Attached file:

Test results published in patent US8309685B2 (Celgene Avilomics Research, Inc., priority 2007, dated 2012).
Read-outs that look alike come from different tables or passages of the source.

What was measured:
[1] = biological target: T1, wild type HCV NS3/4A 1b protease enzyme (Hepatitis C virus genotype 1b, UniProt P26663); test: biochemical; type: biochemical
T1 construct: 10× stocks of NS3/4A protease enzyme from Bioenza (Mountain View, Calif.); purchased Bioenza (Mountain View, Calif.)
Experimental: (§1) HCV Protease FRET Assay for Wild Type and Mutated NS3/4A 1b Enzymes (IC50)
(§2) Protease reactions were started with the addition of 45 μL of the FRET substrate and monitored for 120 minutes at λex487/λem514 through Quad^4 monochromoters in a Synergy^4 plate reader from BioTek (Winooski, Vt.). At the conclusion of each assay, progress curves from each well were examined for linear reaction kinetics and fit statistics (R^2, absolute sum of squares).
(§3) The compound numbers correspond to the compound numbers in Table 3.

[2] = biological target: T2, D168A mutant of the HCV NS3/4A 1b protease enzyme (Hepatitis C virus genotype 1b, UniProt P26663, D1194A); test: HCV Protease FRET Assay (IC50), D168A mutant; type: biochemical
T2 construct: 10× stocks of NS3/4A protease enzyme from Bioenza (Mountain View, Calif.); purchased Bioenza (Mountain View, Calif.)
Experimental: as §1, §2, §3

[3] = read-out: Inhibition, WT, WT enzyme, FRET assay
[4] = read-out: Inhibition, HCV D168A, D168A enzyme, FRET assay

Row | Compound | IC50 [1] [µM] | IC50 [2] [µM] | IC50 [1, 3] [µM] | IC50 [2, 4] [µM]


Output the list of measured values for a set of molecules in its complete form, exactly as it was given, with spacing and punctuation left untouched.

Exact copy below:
Test results published in patent US8309685B2 (Celgene Avilomics Research, Inc., priority 2007, dated 2012).
Read-outs that look alike come from different tables or passages of the source.

What was measured:
[1] = biological target: T1, wild type HCV NS3/4A 1b protease enzyme (Hepatitis C virus genotype 1b, UniProt P26663); test: biochemical; type: biochemical
T1 construct: 10× stocks of NS3/4A protease enzyme from Bioenza (Mountain View, Calif.); purchased Bioenza (Mountain View, Calif.)
Experimental: (§1) HCV Protease FRET Assay for Wild Type and Mutated NS3/4A 1b Enzymes (IC50)
(§2) Protease reactions were started with the addition of 45 μL of the FRET substrate and monitored for 120 minutes at λex487/λem514 through Quad^4 monochromoters in a Synergy^4 plate reader from BioTek (Winooski, Vt.). At the conclusion of each assay, progress curves from each well were examined for linear reaction kinetics and fit statistics (R^2, absolute sum of squares).
(§3) The compound numbers correspond to the compound numbers in Table 3.

[2] = biological target: T2, D168A mutant of the HCV NS3/4A 1b protease enzyme (Hepatitis C virus genotype 1b, UniProt P26663, D1194A); test: HCV Protease FRET Assay (IC50), D168A mutant; type: biochemical
T2 construct: 10× stocks of NS3/4A protease enzyme from Bioenza (Mountain View, Calif.); purchased Bioenza (Mountain View, Calif.)
Experimental: as §1, §2, §3

[3] = read-out: Inhibition, WT, WT enzyme, FRET assay
[4] = read-out: Inhibition, HCV D168A, D168A enzyme, FRET assay

Row | Compound | IC50 [1] [µM] | IC50 [2] [µM] | IC50 [1, 3] [µM] | IC50 [2, 4] [µM]